Qualcomm has ratcheted its legal war with Apple up way past 11. The chipmaker has asked the US International Trade Commission to ban imports of some iPhone and iPad models from the US, on the grounds that they violate six Qualcomm patents.
A related lawsuit was also filed in a California court Thursday seeking monetary damages, in addition to the import ban.
Qualcomm is specifically seeking a ban on an Apple products that use baseband modems — the chips that connect to cell networks — that are made by companies other than Qualcomm. In addition to seeking a ban on imports, Qualcomm is also seeking to immediately stop any retail sales or advertising of the infringing products.
Qualcomm has not confirmed exactly which models of iPhone would be affected, but assuming that any non-Qualcomm modem is excluded, iPhone 7 models for AT&T and T-Mobile (but not Verizon and Sprint) would be banned.
Apple has precedent with this kind of action. In 2013, it successfully won a ban from the ITC against certain Samsung smartphones over patent violations. Given the complexity involved in a patent case of this magnitude, an ITC investigation would likely be necessary, a process that takes months at the least.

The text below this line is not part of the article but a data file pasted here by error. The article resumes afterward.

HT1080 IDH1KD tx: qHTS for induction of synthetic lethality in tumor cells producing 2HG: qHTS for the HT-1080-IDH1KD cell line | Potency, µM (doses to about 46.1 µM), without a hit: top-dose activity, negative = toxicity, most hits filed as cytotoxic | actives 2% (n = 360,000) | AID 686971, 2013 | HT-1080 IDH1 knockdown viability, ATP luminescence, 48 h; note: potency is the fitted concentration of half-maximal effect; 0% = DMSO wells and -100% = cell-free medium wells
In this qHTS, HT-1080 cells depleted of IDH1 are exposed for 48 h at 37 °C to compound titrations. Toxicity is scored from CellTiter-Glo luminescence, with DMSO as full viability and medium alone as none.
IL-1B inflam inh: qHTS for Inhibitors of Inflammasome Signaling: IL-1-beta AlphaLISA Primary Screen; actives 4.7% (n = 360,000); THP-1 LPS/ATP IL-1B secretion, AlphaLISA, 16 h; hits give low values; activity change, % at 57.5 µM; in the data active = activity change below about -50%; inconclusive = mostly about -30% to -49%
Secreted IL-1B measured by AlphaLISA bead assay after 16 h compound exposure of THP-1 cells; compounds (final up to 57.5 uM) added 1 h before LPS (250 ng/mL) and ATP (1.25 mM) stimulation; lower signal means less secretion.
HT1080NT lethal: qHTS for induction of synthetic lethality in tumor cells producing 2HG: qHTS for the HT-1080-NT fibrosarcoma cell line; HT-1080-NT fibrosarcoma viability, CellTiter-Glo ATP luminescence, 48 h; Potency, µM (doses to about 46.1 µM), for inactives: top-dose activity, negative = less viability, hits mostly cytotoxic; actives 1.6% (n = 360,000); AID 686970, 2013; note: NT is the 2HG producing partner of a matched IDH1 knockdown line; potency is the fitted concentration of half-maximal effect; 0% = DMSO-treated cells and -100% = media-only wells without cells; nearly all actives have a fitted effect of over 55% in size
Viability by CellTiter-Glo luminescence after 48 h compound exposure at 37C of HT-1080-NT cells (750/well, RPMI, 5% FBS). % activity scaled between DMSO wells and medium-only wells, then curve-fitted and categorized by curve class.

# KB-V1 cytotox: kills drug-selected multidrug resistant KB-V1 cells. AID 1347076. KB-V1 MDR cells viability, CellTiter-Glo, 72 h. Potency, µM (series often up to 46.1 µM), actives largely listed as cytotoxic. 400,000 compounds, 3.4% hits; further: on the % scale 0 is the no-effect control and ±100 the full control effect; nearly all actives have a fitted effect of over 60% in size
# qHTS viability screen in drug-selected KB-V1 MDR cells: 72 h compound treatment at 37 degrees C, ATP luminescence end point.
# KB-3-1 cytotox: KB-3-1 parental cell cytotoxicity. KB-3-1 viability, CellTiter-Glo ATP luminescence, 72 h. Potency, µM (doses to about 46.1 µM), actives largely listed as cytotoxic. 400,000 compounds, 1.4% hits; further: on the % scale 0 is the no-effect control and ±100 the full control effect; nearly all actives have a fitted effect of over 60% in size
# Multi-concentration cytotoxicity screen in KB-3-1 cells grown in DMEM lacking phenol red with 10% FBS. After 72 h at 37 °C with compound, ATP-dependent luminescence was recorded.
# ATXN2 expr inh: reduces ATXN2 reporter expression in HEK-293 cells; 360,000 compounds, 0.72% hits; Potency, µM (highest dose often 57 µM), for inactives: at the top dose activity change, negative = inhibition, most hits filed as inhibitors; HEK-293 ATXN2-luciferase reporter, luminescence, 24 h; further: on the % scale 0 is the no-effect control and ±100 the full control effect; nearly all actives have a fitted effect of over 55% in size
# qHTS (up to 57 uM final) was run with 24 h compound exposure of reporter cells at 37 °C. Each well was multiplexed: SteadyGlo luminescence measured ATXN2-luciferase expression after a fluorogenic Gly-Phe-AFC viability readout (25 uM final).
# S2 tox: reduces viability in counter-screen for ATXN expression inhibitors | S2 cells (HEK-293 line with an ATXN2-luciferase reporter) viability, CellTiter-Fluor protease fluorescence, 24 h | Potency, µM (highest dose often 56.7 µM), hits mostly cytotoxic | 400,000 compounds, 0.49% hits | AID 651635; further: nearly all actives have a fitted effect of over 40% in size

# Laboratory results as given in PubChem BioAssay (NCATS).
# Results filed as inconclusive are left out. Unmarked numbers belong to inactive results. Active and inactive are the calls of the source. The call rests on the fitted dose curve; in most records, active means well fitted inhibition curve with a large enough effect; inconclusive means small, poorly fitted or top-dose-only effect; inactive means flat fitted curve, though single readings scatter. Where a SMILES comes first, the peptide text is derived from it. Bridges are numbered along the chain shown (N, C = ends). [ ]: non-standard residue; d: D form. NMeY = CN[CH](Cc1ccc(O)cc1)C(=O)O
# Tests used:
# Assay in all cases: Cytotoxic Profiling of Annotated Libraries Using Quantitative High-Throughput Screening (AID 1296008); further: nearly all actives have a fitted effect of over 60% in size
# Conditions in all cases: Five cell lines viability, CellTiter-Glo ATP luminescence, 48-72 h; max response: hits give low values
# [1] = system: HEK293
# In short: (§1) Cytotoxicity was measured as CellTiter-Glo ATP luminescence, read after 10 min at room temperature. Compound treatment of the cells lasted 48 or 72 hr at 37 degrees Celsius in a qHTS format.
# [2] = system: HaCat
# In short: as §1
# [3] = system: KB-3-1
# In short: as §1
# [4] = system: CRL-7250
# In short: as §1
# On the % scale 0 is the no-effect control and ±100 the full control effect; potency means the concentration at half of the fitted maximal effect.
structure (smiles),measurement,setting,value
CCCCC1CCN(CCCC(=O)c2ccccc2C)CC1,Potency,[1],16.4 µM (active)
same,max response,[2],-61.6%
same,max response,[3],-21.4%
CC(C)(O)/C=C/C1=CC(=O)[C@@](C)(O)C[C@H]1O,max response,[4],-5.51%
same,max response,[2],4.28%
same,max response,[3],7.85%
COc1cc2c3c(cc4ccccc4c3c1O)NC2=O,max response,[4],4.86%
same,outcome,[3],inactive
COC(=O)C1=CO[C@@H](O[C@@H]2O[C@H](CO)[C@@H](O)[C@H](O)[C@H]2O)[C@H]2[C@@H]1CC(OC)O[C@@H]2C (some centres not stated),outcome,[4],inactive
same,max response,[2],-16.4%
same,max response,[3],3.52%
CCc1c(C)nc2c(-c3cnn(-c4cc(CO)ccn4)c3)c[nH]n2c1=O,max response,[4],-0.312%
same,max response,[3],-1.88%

But regardless of the timescale, this is a major escalation in a long-running legal battle between Apple and Qualcomm. At the heart of the matter are patents that Qualcomm holds, and the rates that it is willing to license them for. Qualcomm’s patents are key to the manufacturing of any competitive flagship smartphone, but Apple contends that Qualcomm’s licensing rates are exorbitant and not “fair” — something that would be in violation of trade law.
Apple and Qualcomm have both sued each other over the issue before, and Apple has even got to the point of instructing its overseas manufacturing partners to not pay royalties to Qualcomm while the issue is resolved.
Analysts have suggested that the legal battle could cause real problems for Apple’s next generations of device. Qualcomm is easily the largest and most advanced manufacturer of baseband chips for mobile devices, and a breakdown in relations between the two companies could cause massive supply shortages for Apple. Reports have suggested that Apple is seeking other alternatives, but sourcing the necessary volume of components is something that takes years, not months.